By taking students out of their comfort zone, field-based courses—which are increasingly popular in secondary and postsecondary education—have the potential to be deep, transformative learning experiences. But what happens when the field in question is a site of active or recent conflict? In Conflict Zone, Comfort Zone, editors Agnieszka Paczyńska and Susan F. Hirsch highlight new approaches to field-based learning in conflict zones worldwide. As the contributors demonstrate, instructors must leave the comfort zone of traditional pedagogy to meet the challenges of field-based education.
Drawing on case studies in the United States and abroad, the contributors address the ethical considerations of learning in conflict zones, evaluate the effectiveness of various approaches to teaching these courses, and provide guidelines for effecting change. They also explore how the challenges of field-based classes are magnified in conflict and postconflict settings, and outline the dilemmas faced by those seeking to resolve those challenges. Finally, filling a crucial gap in existing literature, the contributors identify best practices that will assist aspiring instructors in developing successful field-based courses in conflict zones.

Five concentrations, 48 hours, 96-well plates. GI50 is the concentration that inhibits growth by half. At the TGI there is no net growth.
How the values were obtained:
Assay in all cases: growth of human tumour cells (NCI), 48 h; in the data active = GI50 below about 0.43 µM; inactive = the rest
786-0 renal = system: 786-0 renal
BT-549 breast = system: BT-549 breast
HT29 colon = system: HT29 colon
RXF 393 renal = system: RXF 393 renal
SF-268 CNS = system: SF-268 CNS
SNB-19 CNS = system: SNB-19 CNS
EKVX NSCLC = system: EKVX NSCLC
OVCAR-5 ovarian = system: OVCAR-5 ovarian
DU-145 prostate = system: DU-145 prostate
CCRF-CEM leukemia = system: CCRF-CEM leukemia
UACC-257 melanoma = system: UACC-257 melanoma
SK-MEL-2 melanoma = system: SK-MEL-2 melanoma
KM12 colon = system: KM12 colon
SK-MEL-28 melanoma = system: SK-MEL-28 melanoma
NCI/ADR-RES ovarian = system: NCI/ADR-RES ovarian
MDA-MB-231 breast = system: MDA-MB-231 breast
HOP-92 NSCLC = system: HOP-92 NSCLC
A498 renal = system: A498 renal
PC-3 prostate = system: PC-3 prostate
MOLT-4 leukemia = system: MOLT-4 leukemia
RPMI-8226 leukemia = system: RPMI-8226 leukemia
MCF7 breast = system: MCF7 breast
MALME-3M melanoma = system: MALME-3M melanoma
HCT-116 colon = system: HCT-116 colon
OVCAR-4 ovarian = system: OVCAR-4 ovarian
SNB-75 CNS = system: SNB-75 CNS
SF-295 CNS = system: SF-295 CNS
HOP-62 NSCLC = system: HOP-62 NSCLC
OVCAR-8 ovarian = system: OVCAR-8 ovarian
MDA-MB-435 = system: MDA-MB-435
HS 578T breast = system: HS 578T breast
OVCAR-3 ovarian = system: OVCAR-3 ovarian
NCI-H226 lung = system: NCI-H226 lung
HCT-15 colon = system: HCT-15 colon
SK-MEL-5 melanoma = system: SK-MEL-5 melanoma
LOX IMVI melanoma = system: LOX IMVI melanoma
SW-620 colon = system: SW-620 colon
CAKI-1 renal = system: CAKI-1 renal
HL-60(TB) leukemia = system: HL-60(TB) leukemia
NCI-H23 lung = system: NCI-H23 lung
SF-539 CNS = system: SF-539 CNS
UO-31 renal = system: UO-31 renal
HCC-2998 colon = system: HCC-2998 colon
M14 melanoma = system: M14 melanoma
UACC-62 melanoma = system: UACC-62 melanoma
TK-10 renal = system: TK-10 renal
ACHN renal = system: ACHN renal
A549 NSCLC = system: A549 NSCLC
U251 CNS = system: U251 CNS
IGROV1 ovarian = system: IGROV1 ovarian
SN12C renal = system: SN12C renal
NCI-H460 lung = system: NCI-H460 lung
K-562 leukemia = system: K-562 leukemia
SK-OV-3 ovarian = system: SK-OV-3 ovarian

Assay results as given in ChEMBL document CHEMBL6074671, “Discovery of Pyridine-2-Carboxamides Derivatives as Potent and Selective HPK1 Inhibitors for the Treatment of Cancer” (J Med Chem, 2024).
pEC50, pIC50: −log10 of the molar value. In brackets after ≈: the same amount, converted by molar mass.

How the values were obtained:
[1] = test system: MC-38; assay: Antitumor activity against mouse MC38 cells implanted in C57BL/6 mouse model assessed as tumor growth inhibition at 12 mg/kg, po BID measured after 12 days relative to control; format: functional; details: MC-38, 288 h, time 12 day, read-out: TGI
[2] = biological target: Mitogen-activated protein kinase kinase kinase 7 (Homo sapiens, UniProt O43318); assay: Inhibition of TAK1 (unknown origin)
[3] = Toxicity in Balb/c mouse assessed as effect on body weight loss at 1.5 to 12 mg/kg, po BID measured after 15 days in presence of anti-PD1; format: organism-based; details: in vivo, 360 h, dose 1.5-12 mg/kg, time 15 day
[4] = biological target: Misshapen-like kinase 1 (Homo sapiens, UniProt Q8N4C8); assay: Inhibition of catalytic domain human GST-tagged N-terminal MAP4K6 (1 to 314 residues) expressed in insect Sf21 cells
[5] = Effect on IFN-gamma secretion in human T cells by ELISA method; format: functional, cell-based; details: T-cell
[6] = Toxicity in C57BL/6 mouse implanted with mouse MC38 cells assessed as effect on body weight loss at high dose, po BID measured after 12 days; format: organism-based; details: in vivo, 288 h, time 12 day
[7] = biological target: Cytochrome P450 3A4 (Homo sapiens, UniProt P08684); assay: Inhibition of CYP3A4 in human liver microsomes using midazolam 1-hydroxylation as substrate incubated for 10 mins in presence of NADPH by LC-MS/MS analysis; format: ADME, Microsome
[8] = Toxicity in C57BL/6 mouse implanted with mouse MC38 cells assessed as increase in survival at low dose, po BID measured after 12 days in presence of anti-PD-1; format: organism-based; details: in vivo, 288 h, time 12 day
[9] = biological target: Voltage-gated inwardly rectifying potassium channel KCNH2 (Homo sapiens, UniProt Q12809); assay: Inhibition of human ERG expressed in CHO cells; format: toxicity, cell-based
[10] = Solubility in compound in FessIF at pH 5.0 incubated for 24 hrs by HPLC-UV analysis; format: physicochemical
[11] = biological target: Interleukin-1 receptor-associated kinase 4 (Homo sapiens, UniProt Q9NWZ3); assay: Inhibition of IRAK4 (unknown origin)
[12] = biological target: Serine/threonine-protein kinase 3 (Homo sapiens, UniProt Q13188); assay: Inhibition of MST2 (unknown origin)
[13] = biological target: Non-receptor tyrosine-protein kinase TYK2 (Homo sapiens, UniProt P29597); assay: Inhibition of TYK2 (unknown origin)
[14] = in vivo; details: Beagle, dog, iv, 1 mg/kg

Contributors: Daniel R. Brunstetter, Alison Castel, Gina M. Cerasani, Alexander Cromwell, Maryam Z. Deloffre, Sandi DiMola, Leslie Dwyer, Eric Hartman, Pushpa Iyer, Allyson M. Lowe, Patricia A. Maulden, rj nickels, Anthony C. Ogden, Jennifer M. Ramos, Lisa E. Shaw, Daniel Wehrenfennig
“At a time when local peacebuilding is all the rage, this book asks us to question how we do that kind of work. In the best tradition of Mary Anderson’s idea of ‘do no harm,’ Conflict Zone, Comfort Zone leads readers to ask tough questions about how they do their work, whether that is in far off places or around the corner in their own communities.”
Chip Hauss, senior fellow for innovation, Alliance for Peacebuilding